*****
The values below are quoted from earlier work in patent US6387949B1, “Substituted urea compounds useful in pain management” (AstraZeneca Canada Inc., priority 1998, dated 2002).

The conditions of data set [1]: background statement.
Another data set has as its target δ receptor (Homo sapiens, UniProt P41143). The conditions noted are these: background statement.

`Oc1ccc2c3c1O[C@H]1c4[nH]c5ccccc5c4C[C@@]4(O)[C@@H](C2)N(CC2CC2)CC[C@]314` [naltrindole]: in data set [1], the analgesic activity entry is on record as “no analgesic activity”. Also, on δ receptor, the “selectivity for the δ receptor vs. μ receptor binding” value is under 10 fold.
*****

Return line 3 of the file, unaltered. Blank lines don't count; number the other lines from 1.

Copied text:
Another data set has as its target δ receptor (Homo sapiens, UniProt P41143). The conditions noted are these: background statement.